The nutrition plan during the race which Anirban and I planned worked wonders. Apart from a bit of soreness in the muscles, I didn’t feel any cramping or super-fatigue. I felt almost back to normal in the next 2 days. Hell, I even played some intense football for a whole hour just 3 days after the event!
- Swimming beginners should choose a triathlon with a rolling swim start: Anxiety of an open water swim, coupled with the rush and crowded nature of a wave start can be daunting for beginners. Having experienced both, I would definitely recommend anyone (beginner or professional) to choose a rolling start. Although the race gets converted to a time-trial like race because everyone starts it at a different time, it is a much smoother and safer experience. You are with people swimming at around your pace so there is less anxiety and less disturbances due to reduced collisions.
- Keep pace with someone during the bike ride: Look for a person or a group of people with a similar speed as yours (or a bit more) and ride with them. This helps to maintain your speed and helps you push a bit more when you start slacking naturally. But be careful of maintaining a safe distance to prevent drafting and avoid being penalised!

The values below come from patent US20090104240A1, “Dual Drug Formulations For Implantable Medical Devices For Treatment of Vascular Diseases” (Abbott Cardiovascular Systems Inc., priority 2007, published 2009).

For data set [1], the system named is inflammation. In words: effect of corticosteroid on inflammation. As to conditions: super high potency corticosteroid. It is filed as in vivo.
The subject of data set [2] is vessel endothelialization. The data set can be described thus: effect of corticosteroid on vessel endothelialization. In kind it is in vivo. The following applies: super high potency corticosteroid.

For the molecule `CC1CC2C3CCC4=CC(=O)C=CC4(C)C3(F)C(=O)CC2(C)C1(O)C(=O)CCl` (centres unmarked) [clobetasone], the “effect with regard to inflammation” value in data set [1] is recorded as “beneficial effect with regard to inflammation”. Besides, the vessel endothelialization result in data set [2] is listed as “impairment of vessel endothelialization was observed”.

- Bike speed training: My speed on the bike improved a lot in 3 months of training. I went from 25kmph to 28kmph in a short time. As most of your time is spent on the bike in the event, it makes sense to improve your bike speed. We usually train a lot for runs, because of the large number of events. With very few biking events, bike training is often neglected. Adding aerobars does help a lot and that will be my next upgrade.
- Importance of Nutrition: Plan your nutrition well and maintain your level of salts, water and energy throughout the race. Not only helps in the race, but also helps recover faster post-race.
- Train at least up to 80% the race distance! Things will go wrong, your body will not be able to withstand the sudden mileage, especially when competing at a higher speed than usual. Go to at least 80% of the race distance at least once before the event. I went just up to 50% (in the Olympic tris) and that showed.
I realised that I can do much better in a 70.3. I also realised that I’m still a long way to a full Ironman. I could maybe train more and finish a full Ironman 16 hours or so, but that’s not how I want to do it. I want to finish strong and perform well. I want to run at a fast pace throughout. I love speed over endurance. I love the adrenaline and the thrill. A lot of endurance to build, at a high speed!
Up next in the coming year? A couple of HMs, a couple of Olympic tris and another 70.3 for sure! And a lot more training! 😉